Traverse Theatre, Edinburgh
Now the 1970s have been tarnished forever by the behaviour, alleged or otherwise, of some of the era's biggest show-business stars, it's as hard to satirise its excesses as it is to know how to replace all the endless retro Bank Holiday telly shows it spawned. Yet that's exactly what the Told By An Idiot company attempt to do in a show that reimagines the custard pie throwing anarchy of Saturday morning children's TV as the accident waiting to happen it probably was.
It starts with our host Niall Ashdown setting up a student union vibe with the framing device of gathering the surviving presenters of a Tiswas-like show called Shushi, which came to an abrupt end in 1979 when its sole female presenter attempted suicide live on air. As a series of live rewinds reveal a culture of casual misogyny, cultural stereotyping and egomania, Ashdown interviews each of Shushi's alumni in turn, including its female survivor.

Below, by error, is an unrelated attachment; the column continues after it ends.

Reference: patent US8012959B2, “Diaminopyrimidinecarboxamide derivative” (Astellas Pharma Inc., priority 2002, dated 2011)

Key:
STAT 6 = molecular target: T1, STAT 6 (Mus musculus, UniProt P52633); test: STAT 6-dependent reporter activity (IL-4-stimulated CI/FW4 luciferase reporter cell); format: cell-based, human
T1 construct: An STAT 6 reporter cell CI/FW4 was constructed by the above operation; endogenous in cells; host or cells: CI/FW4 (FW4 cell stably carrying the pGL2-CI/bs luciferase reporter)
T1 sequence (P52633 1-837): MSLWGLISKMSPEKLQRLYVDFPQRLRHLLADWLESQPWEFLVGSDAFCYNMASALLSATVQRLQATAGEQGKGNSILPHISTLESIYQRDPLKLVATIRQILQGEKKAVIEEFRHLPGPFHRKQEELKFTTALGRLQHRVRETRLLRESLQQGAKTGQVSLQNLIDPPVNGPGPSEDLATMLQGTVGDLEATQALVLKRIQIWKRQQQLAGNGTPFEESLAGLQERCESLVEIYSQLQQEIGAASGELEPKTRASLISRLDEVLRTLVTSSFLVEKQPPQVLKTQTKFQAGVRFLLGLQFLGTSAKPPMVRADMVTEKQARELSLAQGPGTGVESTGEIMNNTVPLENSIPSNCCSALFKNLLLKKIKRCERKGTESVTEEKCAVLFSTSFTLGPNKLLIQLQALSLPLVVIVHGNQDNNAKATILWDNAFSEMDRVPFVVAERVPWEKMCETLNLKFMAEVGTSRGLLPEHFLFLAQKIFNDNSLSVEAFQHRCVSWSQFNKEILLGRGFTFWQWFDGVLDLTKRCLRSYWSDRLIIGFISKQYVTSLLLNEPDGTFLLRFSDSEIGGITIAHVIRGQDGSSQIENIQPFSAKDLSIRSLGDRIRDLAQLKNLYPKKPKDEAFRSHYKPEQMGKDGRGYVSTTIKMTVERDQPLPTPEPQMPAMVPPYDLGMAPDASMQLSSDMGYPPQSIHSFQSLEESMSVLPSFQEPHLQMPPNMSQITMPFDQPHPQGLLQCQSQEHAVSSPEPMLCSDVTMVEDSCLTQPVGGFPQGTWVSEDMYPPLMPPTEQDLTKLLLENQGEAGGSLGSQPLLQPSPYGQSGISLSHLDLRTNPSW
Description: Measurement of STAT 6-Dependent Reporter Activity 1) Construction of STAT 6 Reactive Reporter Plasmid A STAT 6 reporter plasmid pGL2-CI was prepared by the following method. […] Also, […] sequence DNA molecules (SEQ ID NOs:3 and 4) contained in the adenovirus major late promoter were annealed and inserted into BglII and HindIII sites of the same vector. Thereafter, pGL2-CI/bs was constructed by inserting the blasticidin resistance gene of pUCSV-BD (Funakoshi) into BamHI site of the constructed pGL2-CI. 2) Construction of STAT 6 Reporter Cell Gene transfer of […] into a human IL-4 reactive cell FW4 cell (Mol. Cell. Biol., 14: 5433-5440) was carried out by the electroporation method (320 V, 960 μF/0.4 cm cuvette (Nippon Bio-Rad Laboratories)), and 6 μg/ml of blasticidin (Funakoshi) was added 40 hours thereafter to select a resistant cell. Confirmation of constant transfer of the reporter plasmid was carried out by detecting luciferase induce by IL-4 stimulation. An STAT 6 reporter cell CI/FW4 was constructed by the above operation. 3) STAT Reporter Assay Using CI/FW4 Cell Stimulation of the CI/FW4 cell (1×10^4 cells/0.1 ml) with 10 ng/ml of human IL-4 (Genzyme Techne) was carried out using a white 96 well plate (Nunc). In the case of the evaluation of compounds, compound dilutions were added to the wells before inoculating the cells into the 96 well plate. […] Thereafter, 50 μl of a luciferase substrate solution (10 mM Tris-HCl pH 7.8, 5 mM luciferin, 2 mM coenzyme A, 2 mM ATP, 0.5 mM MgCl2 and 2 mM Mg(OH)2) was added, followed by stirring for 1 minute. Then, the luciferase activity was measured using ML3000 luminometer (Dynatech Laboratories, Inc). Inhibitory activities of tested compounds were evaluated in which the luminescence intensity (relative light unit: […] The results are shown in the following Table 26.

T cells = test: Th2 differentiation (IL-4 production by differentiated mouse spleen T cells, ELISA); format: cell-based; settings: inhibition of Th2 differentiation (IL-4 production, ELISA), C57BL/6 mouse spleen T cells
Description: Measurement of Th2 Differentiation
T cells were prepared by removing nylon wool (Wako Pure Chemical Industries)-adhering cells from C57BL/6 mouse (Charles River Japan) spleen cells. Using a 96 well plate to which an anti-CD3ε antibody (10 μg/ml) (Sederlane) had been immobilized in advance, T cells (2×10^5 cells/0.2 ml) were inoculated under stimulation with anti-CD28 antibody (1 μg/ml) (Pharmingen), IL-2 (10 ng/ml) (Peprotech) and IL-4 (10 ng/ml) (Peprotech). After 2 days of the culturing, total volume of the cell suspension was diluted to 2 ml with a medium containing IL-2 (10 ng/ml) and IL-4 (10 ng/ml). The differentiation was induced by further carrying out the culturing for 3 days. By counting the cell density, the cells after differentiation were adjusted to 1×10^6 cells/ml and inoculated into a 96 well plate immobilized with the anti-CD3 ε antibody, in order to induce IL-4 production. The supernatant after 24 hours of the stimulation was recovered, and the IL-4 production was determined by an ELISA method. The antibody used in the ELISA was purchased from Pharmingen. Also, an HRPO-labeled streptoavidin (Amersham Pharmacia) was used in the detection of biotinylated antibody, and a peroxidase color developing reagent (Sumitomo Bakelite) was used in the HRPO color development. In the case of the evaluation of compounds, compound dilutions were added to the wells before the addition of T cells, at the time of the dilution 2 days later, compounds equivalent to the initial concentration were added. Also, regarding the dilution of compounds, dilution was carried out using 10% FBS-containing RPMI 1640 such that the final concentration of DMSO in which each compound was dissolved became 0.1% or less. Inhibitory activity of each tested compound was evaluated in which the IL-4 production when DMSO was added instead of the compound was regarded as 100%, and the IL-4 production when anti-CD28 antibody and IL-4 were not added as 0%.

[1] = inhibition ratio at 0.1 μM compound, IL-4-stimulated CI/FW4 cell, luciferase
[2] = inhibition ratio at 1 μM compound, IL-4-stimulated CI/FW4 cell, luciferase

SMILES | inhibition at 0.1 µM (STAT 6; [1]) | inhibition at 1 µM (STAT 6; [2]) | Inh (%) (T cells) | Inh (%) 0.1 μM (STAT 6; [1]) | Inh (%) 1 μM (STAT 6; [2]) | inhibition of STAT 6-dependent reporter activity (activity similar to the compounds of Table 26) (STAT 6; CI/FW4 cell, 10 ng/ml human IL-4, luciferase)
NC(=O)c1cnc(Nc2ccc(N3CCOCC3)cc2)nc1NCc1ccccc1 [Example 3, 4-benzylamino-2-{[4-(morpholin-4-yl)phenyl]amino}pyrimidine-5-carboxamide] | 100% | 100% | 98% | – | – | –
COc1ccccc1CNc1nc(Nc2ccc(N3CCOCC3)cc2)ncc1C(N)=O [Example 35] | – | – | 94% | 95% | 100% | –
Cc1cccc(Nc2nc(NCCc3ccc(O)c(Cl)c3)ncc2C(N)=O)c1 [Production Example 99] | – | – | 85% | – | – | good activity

As a comment on the unseen indulgences of a seemingly untouchable mass media, there are some deliberately discomforting moments in Paul Hunter's production of Carl Grose's script devised in part with the company. The trouble is, for all the kitsch recreations on show, there are too many mixed messages being sent out. Any serious points being made are partly undermined by the sheer fun the cast of six are so clearly having. It's a tricky balancing act, but if Told By An Idiot's observations are to matter as much as The Day Today, Alan Partridge and new BBC mock doc W1A do, they need to go deeper and get much, much messier.
The Herald, March 28th 2014